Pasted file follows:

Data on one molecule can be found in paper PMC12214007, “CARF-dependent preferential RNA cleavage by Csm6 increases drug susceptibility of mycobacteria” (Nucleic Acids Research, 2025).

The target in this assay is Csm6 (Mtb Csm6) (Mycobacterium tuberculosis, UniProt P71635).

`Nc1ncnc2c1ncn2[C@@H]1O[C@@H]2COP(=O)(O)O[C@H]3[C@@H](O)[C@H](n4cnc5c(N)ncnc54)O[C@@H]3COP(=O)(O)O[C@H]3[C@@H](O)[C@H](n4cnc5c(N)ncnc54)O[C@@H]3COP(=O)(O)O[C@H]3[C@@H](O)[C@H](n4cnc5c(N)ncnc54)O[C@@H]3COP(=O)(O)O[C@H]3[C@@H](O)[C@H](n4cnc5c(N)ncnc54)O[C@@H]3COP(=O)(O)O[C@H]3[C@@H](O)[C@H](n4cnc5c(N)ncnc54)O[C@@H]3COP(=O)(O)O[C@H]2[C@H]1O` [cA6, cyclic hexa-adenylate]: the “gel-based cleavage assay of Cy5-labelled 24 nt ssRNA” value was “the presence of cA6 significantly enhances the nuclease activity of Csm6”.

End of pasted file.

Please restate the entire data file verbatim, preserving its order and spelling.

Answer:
Data on one molecule can be found in paper PMC12214007, “CARF-dependent preferential RNA cleavage by Csm6 increases drug susceptibility of mycobacteria” (Nucleic Acids Research, 2025).

The target in this assay is Csm6 (Mtb Csm6) (Mycobacterium tuberculosis, UniProt P71635).

`Nc1ncnc2c1ncn2[C@@H]1O[C@@H]2COP(=O)(O)O[C@H]3[C@@H](O)[C@H](n4cnc5c(N)ncnc54)O[C@@H]3COP(=O)(O)O[C@H]3[C@@H](O)[C@H](n4cnc5c(N)ncnc54)O[C@@H]3COP(=O)(O)O[C@H]3[C@@H](O)[C@H](n4cnc5c(N)ncnc54)O[C@@H]3COP(=O)(O)O[C@H]3[C@@H](O)[C@H](n4cnc5c(N)ncnc54)O[C@@H]3COP(=O)(O)O[C@H]3[C@@H](O)[C@H](n4cnc5c(N)ncnc54)O[C@@H]3COP(=O)(O)O[C@H]2[C@H]1O` [cA6, cyclic hexa-adenylate]: the “gel-based cleavage assay of Cy5-labelled 24 nt ssRNA” value was “the presence of cA6 significantly enhances the nuclease activity of Csm6”.